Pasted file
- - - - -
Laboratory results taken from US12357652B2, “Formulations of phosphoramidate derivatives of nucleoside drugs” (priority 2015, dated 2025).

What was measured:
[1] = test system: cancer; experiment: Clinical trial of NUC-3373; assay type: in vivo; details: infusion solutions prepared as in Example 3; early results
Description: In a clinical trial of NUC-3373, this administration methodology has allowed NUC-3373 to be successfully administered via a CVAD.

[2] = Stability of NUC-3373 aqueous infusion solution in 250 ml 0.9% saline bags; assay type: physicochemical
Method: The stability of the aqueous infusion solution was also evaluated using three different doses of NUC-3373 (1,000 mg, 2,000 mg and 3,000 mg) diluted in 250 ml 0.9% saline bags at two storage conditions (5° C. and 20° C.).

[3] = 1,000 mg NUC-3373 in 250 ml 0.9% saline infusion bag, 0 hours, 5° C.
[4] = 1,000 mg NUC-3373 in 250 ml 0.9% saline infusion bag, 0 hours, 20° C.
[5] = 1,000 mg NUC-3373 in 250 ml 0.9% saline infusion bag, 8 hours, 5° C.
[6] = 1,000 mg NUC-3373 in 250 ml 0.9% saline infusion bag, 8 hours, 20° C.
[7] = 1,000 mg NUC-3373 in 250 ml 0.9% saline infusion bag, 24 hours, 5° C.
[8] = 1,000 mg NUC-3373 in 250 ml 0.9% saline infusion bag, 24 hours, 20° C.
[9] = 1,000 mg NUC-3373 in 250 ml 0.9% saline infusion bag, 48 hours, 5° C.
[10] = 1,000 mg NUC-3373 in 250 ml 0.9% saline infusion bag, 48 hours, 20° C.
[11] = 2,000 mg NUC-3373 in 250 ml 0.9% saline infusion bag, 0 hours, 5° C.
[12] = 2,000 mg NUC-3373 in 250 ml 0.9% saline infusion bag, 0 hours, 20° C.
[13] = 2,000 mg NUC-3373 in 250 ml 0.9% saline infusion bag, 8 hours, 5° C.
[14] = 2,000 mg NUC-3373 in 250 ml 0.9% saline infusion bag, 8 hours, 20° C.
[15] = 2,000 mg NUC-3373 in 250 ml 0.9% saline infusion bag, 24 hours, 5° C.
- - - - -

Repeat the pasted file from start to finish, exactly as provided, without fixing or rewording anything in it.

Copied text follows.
Laboratory results taken from US12357652B2, “Formulations of phosphoramidate derivatives of nucleoside drugs” (priority 2015, dated 2025).

What was measured:
[1] = test system: cancer; experiment: Clinical trial of NUC-3373; assay type: in vivo; details: infusion solutions prepared as in Example 3; early results
Description: In a clinical trial of NUC-3373, this administration methodology has allowed NUC-3373 to be successfully administered via a CVAD.

[2] = Stability of NUC-3373 aqueous infusion solution in 250 ml 0.9% saline bags; assay type: physicochemical
Method: The stability of the aqueous infusion solution was also evaluated using three different doses of NUC-3373 (1,000 mg, 2,000 mg and 3,000 mg) diluted in 250 ml 0.9% saline bags at two storage conditions (5° C. and 20° C.).

[3] = 1,000 mg NUC-3373 in 250 ml 0.9% saline infusion bag, 0 hours, 5° C.
[4] = 1,000 mg NUC-3373 in 250 ml 0.9% saline infusion bag, 0 hours, 20° C.
[5] = 1,000 mg NUC-3373 in 250 ml 0.9% saline infusion bag, 8 hours, 5° C.
[6] = 1,000 mg NUC-3373 in 250 ml 0.9% saline infusion bag, 8 hours, 20° C.
[7] = 1,000 mg NUC-3373 in 250 ml 0.9% saline infusion bag, 24 hours, 5° C.
[8] = 1,000 mg NUC-3373 in 250 ml 0.9% saline infusion bag, 24 hours, 20° C.
[9] = 1,000 mg NUC-3373 in 250 ml 0.9% saline infusion bag, 48 hours, 5° C.
[10] = 1,000 mg NUC-3373 in 250 ml 0.9% saline infusion bag, 48 hours, 20° C.
[11] = 2,000 mg NUC-3373 in 250 ml 0.9% saline infusion bag, 0 hours, 5° C.
[12] = 2,000 mg NUC-3373 in 250 ml 0.9% saline infusion bag, 0 hours, 20° C.
[13] = 2,000 mg NUC-3373 in 250 ml 0.9% saline infusion bag, 8 hours, 5° C.
[14] = 2,000 mg NUC-3373 in 250 ml 0.9% saline infusion bag, 8 hours, 20° C.
[15] = 2,000 mg NUC-3373 in 250 ml 0.9% saline infusion bag, 24 hours, 5° C.